Content - Big interest in blockchain technology at Swiss event

  • December 22, 2017

Big interest in blockchain technology at Swiss event

Tokyo (SCCIJ) – On the invitation of the Swiss Chamber of Commerce and Industry in Japan and the Science & Technology Office Tokyo in the Embassy of Switzerland, more than forty people gathered at the offices of the law firm Okuno & Partners in Kyobashi to watch the documentary film “The Blockchain and Us” and discuss the relevance of this new technology with the Swiss film director Manuel Stagars. The film was produced at the beginning of this year and has so far received over 300,000 views on YouTube due to the global rise of cryptocurrencies. Thus, many questions to the director were about the value explosion of bitcoins and other cyber money.

Poster "The Blockchain and Us"

Blockchain as the airplane of 21st century

Manuel Stagars portrayed this new technology in twenty interviews with software developers, cryptologists, researchers, entrepreneurs, consultants, venture capitalists, authors, politicians, and futurists from the United States, Canada, Switzerland, the UK, and Australia. “The Blockchain and Us” is not an explainer video of the technology. It gives a view on the topic, makes it accessible and starts a conversation about its potential wider implications in a non-technical way.  

The intellectual lever used in the film is to compare the blockchain’s future impact with the consequences of the invention of the airplane. The film deliberately poses more questions than it answers, Manuel Stagars said before the screening and emphasized: “This film is not a lecture, but a conversation starter.”

Many questions from the audience

The judgement of the Swiss film director proved to be correct: There were many questions from the audience after the screening of the film. One question was about the selection of the interviewed people who were mainly male and older. The answer of the filmmaker surprised many attendants of the event: “We have the misconception of young people that they are automatically interested in new things and that they are technology-oriented.” But when he asked a cryptography professor of a Swiss university about his students, he learnt that almost all of them wanted to work for banks after their degree.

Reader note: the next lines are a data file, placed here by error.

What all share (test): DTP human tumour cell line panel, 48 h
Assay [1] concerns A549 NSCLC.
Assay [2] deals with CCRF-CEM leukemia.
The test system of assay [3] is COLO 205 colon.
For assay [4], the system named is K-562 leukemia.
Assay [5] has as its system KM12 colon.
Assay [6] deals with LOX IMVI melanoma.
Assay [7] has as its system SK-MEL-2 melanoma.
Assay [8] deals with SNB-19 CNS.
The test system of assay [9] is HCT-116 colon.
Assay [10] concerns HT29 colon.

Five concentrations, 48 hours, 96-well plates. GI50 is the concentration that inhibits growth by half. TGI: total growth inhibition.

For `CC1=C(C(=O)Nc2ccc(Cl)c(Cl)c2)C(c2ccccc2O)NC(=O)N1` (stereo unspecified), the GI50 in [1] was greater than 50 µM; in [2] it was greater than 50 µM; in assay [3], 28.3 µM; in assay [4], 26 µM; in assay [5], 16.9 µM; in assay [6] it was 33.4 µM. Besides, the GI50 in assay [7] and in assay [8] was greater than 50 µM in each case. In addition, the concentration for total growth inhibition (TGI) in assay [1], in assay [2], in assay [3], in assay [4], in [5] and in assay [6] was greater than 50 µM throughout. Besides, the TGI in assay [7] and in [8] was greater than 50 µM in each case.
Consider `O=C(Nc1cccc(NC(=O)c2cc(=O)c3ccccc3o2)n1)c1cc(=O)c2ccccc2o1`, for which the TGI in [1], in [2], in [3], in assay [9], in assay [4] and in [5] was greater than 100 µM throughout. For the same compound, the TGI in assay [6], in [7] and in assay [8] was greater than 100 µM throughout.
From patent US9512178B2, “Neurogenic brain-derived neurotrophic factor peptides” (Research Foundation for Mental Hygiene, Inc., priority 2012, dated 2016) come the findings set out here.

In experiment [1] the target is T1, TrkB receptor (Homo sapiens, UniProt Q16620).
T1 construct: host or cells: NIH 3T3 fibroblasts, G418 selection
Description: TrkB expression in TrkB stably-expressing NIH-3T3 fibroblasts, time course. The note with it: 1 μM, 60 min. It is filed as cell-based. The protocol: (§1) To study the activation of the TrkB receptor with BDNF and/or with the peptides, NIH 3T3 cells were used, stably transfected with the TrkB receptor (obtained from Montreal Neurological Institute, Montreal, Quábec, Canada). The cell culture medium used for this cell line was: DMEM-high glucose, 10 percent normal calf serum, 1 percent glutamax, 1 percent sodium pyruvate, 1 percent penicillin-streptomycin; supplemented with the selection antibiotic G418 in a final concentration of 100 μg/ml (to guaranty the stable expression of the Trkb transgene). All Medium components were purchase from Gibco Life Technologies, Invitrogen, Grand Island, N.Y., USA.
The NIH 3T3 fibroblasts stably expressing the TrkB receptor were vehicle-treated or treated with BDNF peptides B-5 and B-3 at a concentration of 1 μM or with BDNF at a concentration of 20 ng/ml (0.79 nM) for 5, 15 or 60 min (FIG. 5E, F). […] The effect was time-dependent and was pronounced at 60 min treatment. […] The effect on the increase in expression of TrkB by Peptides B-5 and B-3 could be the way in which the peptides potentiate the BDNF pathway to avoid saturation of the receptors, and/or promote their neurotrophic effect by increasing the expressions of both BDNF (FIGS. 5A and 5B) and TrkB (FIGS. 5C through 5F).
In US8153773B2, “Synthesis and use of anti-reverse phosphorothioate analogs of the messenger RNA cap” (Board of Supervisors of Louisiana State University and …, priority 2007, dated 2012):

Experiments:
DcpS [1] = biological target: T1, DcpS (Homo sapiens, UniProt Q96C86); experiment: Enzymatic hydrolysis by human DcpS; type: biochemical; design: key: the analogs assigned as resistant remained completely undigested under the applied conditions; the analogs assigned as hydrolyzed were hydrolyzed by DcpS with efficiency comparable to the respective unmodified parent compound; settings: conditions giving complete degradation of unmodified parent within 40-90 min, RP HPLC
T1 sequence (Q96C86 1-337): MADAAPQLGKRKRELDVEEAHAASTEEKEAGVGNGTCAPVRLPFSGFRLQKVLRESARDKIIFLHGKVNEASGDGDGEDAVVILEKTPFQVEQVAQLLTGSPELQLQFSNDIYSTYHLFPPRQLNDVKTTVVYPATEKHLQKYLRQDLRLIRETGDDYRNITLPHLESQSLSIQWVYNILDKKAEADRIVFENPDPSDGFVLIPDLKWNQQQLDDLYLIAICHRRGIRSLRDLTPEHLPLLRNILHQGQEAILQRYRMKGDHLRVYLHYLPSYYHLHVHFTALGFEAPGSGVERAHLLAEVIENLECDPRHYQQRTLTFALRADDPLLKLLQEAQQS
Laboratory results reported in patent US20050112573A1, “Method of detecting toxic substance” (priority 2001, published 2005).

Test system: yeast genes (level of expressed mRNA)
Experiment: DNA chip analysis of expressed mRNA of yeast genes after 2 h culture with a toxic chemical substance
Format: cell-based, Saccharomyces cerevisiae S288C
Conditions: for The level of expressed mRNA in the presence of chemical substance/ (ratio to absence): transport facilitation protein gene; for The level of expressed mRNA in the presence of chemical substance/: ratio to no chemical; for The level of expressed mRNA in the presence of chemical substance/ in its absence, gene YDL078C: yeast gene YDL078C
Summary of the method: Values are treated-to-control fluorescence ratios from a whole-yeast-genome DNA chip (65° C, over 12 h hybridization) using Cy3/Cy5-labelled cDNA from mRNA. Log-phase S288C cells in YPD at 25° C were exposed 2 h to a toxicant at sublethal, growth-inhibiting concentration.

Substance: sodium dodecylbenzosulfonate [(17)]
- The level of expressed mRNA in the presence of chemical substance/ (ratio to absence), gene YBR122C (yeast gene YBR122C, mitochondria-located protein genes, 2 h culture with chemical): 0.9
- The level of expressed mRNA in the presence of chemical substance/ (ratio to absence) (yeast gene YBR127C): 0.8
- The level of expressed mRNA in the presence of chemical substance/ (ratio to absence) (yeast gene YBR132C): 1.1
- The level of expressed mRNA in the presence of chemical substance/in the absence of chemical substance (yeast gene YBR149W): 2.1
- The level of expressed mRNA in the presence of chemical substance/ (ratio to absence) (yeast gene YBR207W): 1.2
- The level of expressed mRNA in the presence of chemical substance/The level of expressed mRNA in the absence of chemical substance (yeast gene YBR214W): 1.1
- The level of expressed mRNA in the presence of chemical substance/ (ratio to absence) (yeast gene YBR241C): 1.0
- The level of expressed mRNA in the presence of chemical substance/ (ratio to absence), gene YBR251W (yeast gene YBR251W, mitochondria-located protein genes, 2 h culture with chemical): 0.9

Another question was whether the director had changed his attitude towards the blockchain technology in the months after the film. Mr. Stagars admitted that the film might give a positive outlook on the prospects of the blockchain technology without highlighting challenges. “The tech industry often wants to make us believe that it can solve all of our problems, but the stability of the financial markets cannot be achieved by technology,” the director stated.

Lively discussion with Swiss film director Manuel Stagars (click to enlarge)

Lively discussion with Swiss film director Manuel Stagars (click to enlarge)

Challenges for blockchain projects

Another question was about the potential of the blockchain technology to transform certain industries. The film director told the audience that he is still keeping in touch with everybody in the film. Some of his contacts have told him that after some initial euphoria within large companies, the supporters of blockchain technology would now have problems to secure enough funding to continue their in-house projects. “After the initial euphoria, their CEO often does not fully understand the potential of the technology and chooses not to support experimental projects,” he said. “Most companies do seem to still keep their old mindset that you can continue like before. But there is a generation of new technology just around the corner that inspires an entirely new way of conducting business.”  

The real revolution of the blockchain would lie in ”the empowerment of software developers if they have the necessary technological abilities”, Mr. Stagars argued. A coder could use the blockchain to flatten the financial system or take power away from central authorities. “This kind of mindset has not been around,” the Swiss director said. Now you could create your own currency with an initial coin offering or make a distributed platform that circumvents intermediaries. At the same time, there would be a lot of asymmetric information out there. “Everybody who is selling the concept of cryptocurrencies also owns cryptocurrency, so I have grown very cautious about the predictions by the industry about the adoption of this or that technology,” he admitted.  

About Manuel Stagars

Manuel Stagars is a film director and author, born and raised in Zurich, Switzerland. His current film projects focus on the potential of technology for the economies of nations, societies, and the lives of people around the world. He has published books and scientific articles on startups, marketplace lending, impact investing, data quality, and Open Data. Mr. Stagars has a degree in economics from the London School of Economics and Political Science (LSE) and several financial certifications (CFA, CAIA, ERP). He is currently completing his film project “Digital Transformation: Visions of Nations, Companies and People” (, due in spring 2018.  

You can watch “The Blockchain and Us” for free on the official film website    


Text and photos: Martin Fritz for SCCIJ

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